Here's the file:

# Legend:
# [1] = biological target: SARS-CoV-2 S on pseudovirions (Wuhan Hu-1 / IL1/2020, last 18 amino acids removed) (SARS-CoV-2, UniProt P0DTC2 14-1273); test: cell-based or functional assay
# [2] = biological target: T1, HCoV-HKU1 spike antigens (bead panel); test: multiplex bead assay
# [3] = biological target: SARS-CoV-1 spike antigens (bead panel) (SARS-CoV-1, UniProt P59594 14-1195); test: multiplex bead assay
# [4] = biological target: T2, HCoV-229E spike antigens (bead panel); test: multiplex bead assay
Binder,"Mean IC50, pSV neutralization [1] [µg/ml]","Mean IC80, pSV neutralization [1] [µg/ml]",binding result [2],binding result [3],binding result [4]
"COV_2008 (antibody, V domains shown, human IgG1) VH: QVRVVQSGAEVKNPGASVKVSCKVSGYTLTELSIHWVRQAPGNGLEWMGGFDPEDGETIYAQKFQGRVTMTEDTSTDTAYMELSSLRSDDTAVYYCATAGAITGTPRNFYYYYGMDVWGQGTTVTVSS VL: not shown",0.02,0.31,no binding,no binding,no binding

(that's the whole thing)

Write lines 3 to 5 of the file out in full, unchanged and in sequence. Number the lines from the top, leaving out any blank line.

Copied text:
# [2] = biological target: T1, HCoV-HKU1 spike antigens (bead panel); test: multiplex bead assay
# [3] = biological target: SARS-CoV-1 spike antigens (bead panel) (SARS-CoV-1, UniProt P59594 14-1195); test: multiplex bead assay
# [4] = biological target: T2, HCoV-229E spike antigens (bead panel); test: multiplex bead assay